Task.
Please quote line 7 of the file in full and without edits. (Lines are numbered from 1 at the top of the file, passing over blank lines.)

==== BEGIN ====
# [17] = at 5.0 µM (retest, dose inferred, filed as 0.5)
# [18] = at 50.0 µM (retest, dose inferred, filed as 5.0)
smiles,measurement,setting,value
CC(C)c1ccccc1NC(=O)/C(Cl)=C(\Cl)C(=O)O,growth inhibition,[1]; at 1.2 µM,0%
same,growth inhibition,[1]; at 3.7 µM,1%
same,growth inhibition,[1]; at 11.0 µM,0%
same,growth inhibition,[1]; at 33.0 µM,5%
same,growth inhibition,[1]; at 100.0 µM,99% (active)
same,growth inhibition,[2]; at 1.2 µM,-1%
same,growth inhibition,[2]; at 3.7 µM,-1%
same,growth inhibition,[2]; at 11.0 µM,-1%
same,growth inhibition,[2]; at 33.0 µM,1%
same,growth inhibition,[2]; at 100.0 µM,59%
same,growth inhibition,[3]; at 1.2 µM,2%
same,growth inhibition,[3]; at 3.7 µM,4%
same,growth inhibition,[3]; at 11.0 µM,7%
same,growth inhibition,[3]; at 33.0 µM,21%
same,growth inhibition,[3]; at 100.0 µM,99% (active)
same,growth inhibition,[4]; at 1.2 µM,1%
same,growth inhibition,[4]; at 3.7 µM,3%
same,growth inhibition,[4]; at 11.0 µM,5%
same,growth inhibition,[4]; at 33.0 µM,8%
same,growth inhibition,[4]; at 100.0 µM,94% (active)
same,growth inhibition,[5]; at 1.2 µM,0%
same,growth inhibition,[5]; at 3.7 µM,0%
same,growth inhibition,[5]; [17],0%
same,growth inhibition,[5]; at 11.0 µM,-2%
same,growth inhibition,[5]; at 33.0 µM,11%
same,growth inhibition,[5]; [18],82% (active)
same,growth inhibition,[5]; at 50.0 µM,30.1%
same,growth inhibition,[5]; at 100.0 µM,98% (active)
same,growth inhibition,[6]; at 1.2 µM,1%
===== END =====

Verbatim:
same,growth inhibition,[1]; at 33.0 µM,5%